3. An understanding of how historical information is correctly used to forecast realistic numbers— based on past and present performance
  4. Complete knowledge of how each cost contributes to profit projections
  5. Ability to shift focus to areas not meeting defined goals and encourage staff to participate in fixing the problems
  6. Management and problem solving skills to ensure deviations from the plan are identified and corrected as they appear

 A pre-determined profit plan is a clear and concise written action plan that details how owners and managers work together to achieve the company’s profit requirements. That can mean the difference between failure and success. Determine you profit requirements and plan for success. 

Key Performance Indicators are a perfect management tool to use for monitoring performance toward your profit goals.


Managing by the Numbers

Empty Red Toolbox for Your Copy or Message Blank Copyspace“Julia, how does managing by the numbers help the bottom line?”

Every business needs a spending plan that looks at the money that must be spent relative to the money expected to come in. This leads us to a business description of a budget: A projection of both income and expenses for a coming time period. No business venture should ever proceed without planning. A budget is a critical part of planning.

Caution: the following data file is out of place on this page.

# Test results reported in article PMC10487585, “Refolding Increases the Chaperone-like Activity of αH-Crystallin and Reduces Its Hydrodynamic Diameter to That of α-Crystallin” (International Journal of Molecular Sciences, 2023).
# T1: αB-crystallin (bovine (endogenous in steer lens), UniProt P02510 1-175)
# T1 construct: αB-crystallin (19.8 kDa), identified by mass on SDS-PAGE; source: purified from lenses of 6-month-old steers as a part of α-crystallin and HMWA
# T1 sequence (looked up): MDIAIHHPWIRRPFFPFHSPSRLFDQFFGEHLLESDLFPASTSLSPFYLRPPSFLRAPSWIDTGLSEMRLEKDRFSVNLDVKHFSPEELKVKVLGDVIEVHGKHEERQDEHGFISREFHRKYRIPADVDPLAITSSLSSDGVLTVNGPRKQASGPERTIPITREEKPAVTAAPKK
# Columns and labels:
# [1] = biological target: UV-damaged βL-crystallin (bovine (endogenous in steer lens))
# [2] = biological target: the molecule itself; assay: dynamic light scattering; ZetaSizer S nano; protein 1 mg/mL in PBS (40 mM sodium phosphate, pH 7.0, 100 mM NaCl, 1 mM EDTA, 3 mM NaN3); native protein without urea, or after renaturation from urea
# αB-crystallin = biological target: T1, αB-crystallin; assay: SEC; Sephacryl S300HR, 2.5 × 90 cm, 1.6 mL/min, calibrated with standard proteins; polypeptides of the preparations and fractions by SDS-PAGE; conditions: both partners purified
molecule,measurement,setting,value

Your budget is the first step in managing by the numbers. A budget is a spending plan. Your company’s budget is a look into the near future–a way to predict money that will be available to spend and what it will be spent on. This might sound easy, but that’s not always the case because there’s no way to know exactly what will happen to your business in the coming year. Managing your business by the numbers each month will help you react quickly in response to sales forecasts that were not realized.  There can be many reasons for a dip in expected sales. The key is to respond with a reduction in expenses and of course evaluating why the sales goals were not met.  Were the goals reasonable? Were there unexpected challenges that are atypical? Does there need to be an adjustment to the forecast of sales for future months? These are all questions whose answers could change what you forecast in expected expenses.

There are generally three types of budgets a business owner can and should establish.

  1. A cash flow budget. This type of budget specifically details the amount of cash that is collected—usually monthly, but sometimes weekly. The cash flow budget accurately lists specific details of the cash sources and amounts that a business receives and distributes. A well-documented cash flow budget will enable an entrepreneur to build and maintain the cash reserves needed for future growth.
  2. An operating budget is a projection of business activity for the coming year, how much we expect to produce.  It anticipates and predicts the revenue and expenses for a company for the year. An operational budget is perhaps, the most common type of budget used and what we will discuss.